The appellant argued that the subject matter of claim 1 of the main request was clear and supported by the documents as filed.
VI. The appellant requested that the decision under appeal be set aside and that the case be remitted to the first instance for further prosecution on the basis of the main request filed in the oral proceedings or on the basis of the first auxiliary request filed in the oral proceedings, or on the basis of the second auxiliary request filed with letter dated 30.03.2006, or on the basis of a third auxiliary request filed as fourth auxiliary request with letter dated 30.03.2006.
Reasons for the Decision
1. The appeal is admissible.
2. Main request
2.1 Claim 1 of the main request mainly differs from claim 1 of the first auxiliary request underlying the decision under appeal in that the apparent viscosity range has been restricted to a range lying between 1 and 200 Poise. In addition the word "improving" has been deleted.
2.2 The present wording of claim 1 satisfies the requirements of Article 84 EPC.
The claimed composition is defined in terms of clear and unambiguous features, namely, its components and its apparent viscosity together with an indication of the method and conditions used to measure that parameter which allow it to be reliably determined.
Concerning the scope of the characterising feature of the claim, the Board considers that the broadest technically meaningful interpretation should be taken into account, namely, that at some point within the applied stress range of between 1 and l00 Pascals, the apparent viscosity of the composition must lie between 1 and 200 Poise. This interpretation is supported by the examples (see Example 1 and Figure 1) and was confirmed by the appellant.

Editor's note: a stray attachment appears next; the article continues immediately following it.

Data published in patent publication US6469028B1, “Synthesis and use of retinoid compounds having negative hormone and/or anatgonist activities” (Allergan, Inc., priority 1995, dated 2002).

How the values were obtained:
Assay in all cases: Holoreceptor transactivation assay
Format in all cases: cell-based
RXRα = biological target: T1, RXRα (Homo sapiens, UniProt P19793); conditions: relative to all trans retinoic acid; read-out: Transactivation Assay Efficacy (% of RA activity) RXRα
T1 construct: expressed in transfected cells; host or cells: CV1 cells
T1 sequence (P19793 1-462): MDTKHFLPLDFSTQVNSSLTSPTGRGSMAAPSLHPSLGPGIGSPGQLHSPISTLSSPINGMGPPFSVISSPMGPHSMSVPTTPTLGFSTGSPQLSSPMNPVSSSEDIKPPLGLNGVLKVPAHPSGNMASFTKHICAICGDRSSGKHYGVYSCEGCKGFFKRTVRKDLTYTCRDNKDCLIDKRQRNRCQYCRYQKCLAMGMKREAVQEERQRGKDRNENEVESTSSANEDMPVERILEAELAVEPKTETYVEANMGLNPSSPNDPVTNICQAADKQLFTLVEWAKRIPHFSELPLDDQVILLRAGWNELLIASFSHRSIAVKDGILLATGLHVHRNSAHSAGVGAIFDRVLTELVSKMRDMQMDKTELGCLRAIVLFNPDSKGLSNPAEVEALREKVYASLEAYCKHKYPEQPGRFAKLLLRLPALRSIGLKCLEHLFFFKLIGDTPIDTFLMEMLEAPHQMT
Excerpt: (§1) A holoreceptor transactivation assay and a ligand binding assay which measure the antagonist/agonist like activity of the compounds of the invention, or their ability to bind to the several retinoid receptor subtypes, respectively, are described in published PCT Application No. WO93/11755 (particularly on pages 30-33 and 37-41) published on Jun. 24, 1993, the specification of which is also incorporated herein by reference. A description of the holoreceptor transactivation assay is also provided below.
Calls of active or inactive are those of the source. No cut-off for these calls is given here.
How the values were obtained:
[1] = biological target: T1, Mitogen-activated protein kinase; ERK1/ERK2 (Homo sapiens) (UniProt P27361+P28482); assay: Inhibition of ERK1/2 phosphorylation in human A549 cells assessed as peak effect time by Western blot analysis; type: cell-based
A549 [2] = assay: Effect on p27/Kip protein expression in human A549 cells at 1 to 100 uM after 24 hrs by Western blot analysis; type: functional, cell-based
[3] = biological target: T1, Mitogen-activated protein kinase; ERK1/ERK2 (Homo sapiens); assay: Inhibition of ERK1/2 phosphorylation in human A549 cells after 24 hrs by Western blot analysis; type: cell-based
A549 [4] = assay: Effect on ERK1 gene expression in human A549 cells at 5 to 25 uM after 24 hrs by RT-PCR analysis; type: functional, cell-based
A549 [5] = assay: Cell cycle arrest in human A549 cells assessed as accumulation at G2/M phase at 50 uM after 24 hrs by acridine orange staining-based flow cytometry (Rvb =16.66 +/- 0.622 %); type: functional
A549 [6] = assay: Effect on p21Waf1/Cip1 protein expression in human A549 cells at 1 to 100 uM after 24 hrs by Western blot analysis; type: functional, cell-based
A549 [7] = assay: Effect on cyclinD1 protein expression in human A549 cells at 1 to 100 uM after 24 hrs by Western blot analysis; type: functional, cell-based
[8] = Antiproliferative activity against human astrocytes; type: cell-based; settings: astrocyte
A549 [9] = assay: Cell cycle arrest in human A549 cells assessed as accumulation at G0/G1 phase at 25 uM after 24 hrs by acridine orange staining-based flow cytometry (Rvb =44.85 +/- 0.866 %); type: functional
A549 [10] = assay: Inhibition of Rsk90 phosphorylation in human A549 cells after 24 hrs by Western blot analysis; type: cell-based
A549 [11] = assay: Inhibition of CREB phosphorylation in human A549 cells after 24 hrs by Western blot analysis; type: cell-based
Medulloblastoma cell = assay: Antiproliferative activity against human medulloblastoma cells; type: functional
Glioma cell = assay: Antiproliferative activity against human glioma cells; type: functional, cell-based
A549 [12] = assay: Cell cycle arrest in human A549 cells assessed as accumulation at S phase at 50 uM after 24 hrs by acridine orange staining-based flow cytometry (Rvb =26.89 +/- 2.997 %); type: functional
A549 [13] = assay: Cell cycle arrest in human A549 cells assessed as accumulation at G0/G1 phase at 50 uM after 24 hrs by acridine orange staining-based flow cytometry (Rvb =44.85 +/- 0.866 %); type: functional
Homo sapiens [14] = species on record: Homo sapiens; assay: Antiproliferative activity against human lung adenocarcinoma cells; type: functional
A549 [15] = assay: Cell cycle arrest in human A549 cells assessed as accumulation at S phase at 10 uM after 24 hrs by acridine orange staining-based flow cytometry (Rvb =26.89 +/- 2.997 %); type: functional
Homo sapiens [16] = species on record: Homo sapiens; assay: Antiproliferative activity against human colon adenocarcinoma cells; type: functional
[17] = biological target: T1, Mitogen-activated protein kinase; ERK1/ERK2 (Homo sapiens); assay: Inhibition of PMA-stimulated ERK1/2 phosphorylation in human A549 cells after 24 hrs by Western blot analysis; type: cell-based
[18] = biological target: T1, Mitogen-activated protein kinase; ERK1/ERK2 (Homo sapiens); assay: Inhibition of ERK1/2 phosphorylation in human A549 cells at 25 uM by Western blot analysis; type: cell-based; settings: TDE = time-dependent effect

2.3 Article 123(2) EPC
Independent claim 1 is based on claim 19 as originally filed in combination with claim 25 wherein the upper limit of the apparent viscosity has been restricted according to a preferred value found on page 13, line 7 and that of the applied stress range according to page 13, line 10 of the application as originally filed. The basis for the specification that the viscous fluid is a hydrogel, lipogel or sol can be found in claim 32.
The method of measurement "using a controlled stress rheometer at 37ºC using a cone-and-plate geometry" introduced into claim 1 is drawn from example 1 (page 20, lines 12-15) whereby the temperature of 37ºC is given in Figure 1. In the description on page 13, lines 7-8 it is stated that the "apparent viscosity can be measured by a standard rheometer". The Board can accept the appellant's argument that the person skilled in the art on reading this statement would inevitably turn to the only specific method of measurement disclosed in the application as originally filed, which is that disclosed in example 1, and would recognise this as being a representative method of measurement to be used in a more general context in determining the apparent viscosity, particularly since the apparent viscosity and applied stress ranges given in Figure 1 were clearly illustrative of the corresponding values given on page 13, lines 5-10, and the temperature of 37ºC corresponded to body temperature reflecting the medical application of the claimed compositions disclosed throughout the specification, for example at page 3, lines 14-15, page 4, lines 1-8 and claims 15 to 17 as originally filed.